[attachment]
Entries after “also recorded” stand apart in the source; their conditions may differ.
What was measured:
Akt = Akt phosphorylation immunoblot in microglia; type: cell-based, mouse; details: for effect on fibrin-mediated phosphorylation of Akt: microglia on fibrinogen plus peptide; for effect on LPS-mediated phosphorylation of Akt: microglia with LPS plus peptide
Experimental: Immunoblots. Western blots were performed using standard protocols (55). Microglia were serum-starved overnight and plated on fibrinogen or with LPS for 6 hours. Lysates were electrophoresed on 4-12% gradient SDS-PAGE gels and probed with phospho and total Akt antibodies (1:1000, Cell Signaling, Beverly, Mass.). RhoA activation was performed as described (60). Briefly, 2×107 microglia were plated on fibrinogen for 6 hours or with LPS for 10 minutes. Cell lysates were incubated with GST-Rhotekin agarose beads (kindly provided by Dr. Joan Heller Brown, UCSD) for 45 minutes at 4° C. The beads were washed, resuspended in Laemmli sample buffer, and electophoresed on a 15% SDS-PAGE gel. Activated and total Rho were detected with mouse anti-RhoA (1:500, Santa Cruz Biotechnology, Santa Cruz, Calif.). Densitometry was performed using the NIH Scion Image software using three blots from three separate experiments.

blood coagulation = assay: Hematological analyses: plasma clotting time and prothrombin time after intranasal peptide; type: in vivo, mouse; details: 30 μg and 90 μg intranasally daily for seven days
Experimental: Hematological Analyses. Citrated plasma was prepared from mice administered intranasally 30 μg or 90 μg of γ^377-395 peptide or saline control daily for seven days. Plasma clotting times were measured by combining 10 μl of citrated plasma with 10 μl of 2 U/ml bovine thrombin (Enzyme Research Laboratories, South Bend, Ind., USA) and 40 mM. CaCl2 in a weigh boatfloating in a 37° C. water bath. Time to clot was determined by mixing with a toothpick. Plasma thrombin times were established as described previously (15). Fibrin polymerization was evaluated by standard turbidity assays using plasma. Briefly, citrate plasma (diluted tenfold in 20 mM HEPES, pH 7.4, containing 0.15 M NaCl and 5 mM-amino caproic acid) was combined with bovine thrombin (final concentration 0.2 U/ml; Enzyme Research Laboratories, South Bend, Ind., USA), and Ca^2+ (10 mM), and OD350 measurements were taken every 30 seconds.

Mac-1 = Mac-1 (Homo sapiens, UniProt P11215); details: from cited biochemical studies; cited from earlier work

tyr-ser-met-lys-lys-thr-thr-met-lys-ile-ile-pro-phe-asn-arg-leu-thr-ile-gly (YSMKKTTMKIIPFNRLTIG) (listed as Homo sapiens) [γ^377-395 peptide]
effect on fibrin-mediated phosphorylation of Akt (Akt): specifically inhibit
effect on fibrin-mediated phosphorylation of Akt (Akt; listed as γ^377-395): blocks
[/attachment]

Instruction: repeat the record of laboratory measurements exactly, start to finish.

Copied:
Entries after “also recorded” stand apart in the source; their conditions may differ.
What was measured:
Akt = Akt phosphorylation immunoblot in microglia; type: cell-based, mouse; details: for effect on fibrin-mediated phosphorylation of Akt: microglia on fibrinogen plus peptide; for effect on LPS-mediated phosphorylation of Akt: microglia with LPS plus peptide
Experimental: Immunoblots. Western blots were performed using standard protocols (55). Microglia were serum-starved overnight and plated on fibrinogen or with LPS for 6 hours. Lysates were electrophoresed on 4-12% gradient SDS-PAGE gels and probed with phospho and total Akt antibodies (1:1000, Cell Signaling, Beverly, Mass.). RhoA activation was performed as described (60). Briefly, 2×107 microglia were plated on fibrinogen for 6 hours or with LPS for 10 minutes. Cell lysates were incubated with GST-Rhotekin agarose beads (kindly provided by Dr. Joan Heller Brown, UCSD) for 45 minutes at 4° C. The beads were washed, resuspended in Laemmli sample buffer, and electophoresed on a 15% SDS-PAGE gel. Activated and total Rho were detected with mouse anti-RhoA (1:500, Santa Cruz Biotechnology, Santa Cruz, Calif.). Densitometry was performed using the NIH Scion Image software using three blots from three separate experiments.

blood coagulation = assay: Hematological analyses: plasma clotting time and prothrombin time after intranasal peptide; type: in vivo, mouse; details: 30 μg and 90 μg intranasally daily for seven days
Experimental: Hematological Analyses. Citrated plasma was prepared from mice administered intranasally 30 μg or 90 μg of γ^377-395 peptide or saline control daily for seven days. Plasma clotting times were measured by combining 10 μl of citrated plasma with 10 μl of 2 U/ml bovine thrombin (Enzyme Research Laboratories, South Bend, Ind., USA) and 40 mM. CaCl2 in a weigh boatfloating in a 37° C. water bath. Time to clot was determined by mixing with a toothpick. Plasma thrombin times were established as described previously (15). Fibrin polymerization was evaluated by standard turbidity assays using plasma. Briefly, citrate plasma (diluted tenfold in 20 mM HEPES, pH 7.4, containing 0.15 M NaCl and 5 mM-amino caproic acid) was combined with bovine thrombin (final concentration 0.2 U/ml; Enzyme Research Laboratories, South Bend, Ind., USA), and Ca^2+ (10 mM), and OD350 measurements were taken every 30 seconds.

Mac-1 = Mac-1 (Homo sapiens, UniProt P11215); details: from cited biochemical studies; cited from earlier work

tyr-ser-met-lys-lys-thr-thr-met-lys-ile-ile-pro-phe-asn-arg-leu-thr-ile-gly (YSMKKTTMKIIPFNRLTIG) (listed as Homo sapiens) [γ^377-395 peptide]
effect on fibrin-mediated phosphorylation of Akt (Akt): specifically inhibit
effect on fibrin-mediated phosphorylation of Akt (Akt; listed as γ^377-395): blocks